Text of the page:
In response to response, I'm now thinking about
a) the 'vanguard' (as Hera Cook describes them) of women who were leading lives of sexual experimentation or at least eschewing the premarital chastity requirements for 'respectable women' were probably more likely to be represented in novels and short stories of the 50s and early 60s than their actual statistical presence in the population might lead one to anticipate
b) I'm not sure whether the Pill or legalisation of abortion, 1967, was the most significantly liberatory factor. I certainly haven't, so far, found the abortion trope figuring in post-1970 novels except when dealing with the pre-67 past, Whereas I've found quite a lot of literary examples dealing with the pre-67 situation.
c) Or, perchance, increasing destigmatisation of single motherhood, though that might also be related to the above factors.

Thursday, 23 December 2010

Oldies but goodies

While it may seem very retro in the days of Web 2.0, I still subscribe to several listservs and still find them of considerable value in ways that I'm not sure all the exciting new ways of online interaction can really replicate. Though possibly these days I do a lot more skim-reading or deleting on the basis of subject line than I used to.

There was a particularly interesting (at least to me)  discussion recently, which ranged across both VICTORIA and H-Histsex, about whether society women of the 1880s would have known about syphilis, if so whether they would have talked about it, and in particular, would married women have discussed the topic in front of a younger unmarried woman.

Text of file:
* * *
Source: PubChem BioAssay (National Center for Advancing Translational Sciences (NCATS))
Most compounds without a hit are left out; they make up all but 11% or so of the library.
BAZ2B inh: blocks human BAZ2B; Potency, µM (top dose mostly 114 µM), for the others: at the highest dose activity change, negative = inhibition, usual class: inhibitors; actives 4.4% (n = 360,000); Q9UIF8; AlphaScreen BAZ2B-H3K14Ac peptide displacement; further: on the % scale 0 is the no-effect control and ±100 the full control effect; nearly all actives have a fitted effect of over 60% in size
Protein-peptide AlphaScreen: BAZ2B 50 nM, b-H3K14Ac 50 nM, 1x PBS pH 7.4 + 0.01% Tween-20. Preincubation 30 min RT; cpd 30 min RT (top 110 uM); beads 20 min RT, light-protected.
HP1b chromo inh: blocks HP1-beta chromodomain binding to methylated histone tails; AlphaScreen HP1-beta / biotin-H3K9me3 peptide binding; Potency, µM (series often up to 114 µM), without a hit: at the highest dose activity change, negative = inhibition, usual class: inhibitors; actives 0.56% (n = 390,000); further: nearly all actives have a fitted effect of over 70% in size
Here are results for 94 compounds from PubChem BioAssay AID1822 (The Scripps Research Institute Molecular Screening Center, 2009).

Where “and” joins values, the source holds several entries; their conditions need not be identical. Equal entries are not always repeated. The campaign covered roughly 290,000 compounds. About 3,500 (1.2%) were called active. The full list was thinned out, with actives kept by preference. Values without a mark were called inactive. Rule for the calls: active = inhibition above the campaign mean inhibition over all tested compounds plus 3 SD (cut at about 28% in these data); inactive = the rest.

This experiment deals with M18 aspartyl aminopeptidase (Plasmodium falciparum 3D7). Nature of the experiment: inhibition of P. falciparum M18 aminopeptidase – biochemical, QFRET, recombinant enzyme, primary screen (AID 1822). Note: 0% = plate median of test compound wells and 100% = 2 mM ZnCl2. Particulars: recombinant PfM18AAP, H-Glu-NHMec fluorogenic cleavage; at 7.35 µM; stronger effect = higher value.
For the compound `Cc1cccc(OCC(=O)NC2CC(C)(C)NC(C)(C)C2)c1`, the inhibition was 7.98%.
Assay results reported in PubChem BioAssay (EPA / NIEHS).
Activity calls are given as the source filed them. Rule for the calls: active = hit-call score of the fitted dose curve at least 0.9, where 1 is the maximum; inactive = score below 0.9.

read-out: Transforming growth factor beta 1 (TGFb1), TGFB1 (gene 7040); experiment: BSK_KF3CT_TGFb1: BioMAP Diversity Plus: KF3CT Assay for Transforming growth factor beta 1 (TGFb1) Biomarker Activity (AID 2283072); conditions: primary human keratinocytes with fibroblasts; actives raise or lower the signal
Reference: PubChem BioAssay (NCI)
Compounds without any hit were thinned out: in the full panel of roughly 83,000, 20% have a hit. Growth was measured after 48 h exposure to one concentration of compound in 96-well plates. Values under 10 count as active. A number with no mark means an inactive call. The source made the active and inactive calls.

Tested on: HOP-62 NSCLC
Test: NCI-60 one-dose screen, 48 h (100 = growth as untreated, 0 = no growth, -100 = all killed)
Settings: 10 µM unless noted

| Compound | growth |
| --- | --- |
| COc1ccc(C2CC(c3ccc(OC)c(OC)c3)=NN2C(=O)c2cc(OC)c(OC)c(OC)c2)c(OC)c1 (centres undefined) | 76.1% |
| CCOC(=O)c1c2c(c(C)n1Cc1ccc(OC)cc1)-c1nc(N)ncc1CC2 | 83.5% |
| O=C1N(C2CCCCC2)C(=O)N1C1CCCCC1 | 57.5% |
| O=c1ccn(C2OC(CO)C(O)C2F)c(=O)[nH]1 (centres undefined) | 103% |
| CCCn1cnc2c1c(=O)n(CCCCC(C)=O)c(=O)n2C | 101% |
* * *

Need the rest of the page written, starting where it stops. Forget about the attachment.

My initial reaction was that unless they had had some involvement with the social purity movement and the campaign for the repeal of the Contagious Diseases Acts, probably not, in an era when doctors usually did not inform married women that the underlying reason for their ill health/failure to conceive/sequence of miscarriages or stillbirths was a venereal disease given them by their husbands.

However, it subsequently dawned upon me that the long-drawn out and high-profile Campbell v Campbell divorce case*, in which Lady Colin Campbell sued for divorce on the grounds of her husband's adultery, plus cruelty in the form of communicating syphilis to her in spite of having been cautioned about his condition by doctors, took place in 1886. She had already been granted a judicial separation on the latter ground a few years previously. It seems entirely probable that this sensational case - Lord Colin Campbell had cross-petitioned claiming multiple instances of adultery on his wife's part  - was widely gossiped about. Though in its syphilis-related aspects almost certainly in whispers, and not in front of unmarried women.

*This scandalous case is set in the wider context of Lady Colin Campbell's unusual and fascinating life in a recently published biography by Ann Jordan.

Wednesday, 22 December 2010


A few rather slight updates to the website
a new Quotation of the Week,